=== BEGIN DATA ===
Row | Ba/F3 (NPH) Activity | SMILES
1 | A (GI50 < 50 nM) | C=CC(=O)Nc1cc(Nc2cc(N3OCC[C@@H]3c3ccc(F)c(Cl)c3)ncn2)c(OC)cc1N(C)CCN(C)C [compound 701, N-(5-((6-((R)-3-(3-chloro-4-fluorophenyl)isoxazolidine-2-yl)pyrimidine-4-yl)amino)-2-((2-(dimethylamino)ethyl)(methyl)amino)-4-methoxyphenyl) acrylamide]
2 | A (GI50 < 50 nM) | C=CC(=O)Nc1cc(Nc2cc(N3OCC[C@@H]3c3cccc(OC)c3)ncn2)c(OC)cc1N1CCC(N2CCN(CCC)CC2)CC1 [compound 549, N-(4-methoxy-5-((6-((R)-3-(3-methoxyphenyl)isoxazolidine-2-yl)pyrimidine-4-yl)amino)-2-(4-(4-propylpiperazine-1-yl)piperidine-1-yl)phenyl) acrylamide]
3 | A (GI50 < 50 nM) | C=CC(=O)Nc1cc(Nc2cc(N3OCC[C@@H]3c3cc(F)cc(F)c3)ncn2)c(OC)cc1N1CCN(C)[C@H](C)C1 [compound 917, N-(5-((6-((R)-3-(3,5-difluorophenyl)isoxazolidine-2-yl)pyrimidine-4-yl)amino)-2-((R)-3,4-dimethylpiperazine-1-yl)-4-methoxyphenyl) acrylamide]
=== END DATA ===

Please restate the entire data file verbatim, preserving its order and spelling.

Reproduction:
Row | Ba/F3 (NPH) Activity | SMILES
1 | A (GI50 < 50 nM) | C=CC(=O)Nc1cc(Nc2cc(N3OCC[C@@H]3c3ccc(F)c(Cl)c3)ncn2)c(OC)cc1N(C)CCN(C)C [compound 701, N-(5-((6-((R)-3-(3-chloro-4-fluorophenyl)isoxazolidine-2-yl)pyrimidine-4-yl)amino)-2-((2-(dimethylamino)ethyl)(methyl)amino)-4-methoxyphenyl) acrylamide]
2 | A (GI50 < 50 nM) | C=CC(=O)Nc1cc(Nc2cc(N3OCC[C@@H]3c3cccc(OC)c3)ncn2)c(OC)cc1N1CCC(N2CCN(CCC)CC2)CC1 [compound 549, N-(4-methoxy-5-((6-((R)-3-(3-methoxyphenyl)isoxazolidine-2-yl)pyrimidine-4-yl)amino)-2-(4-(4-propylpiperazine-1-yl)piperidine-1-yl)phenyl) acrylamide]
3 | A (GI50 < 50 nM) | C=CC(=O)Nc1cc(Nc2cc(N3OCC[C@@H]3c3cc(F)cc(F)c3)ncn2)c(OC)cc1N1CCN(C)[C@H](C)C1 [compound 917, N-(5-((6-((R)-3-(3,5-difluorophenyl)isoxazolidine-2-yl)pyrimidine-4-yl)amino)-2-((R)-3,4-dimethylpiperazine-1-yl)-4-methoxyphenyl) acrylamide]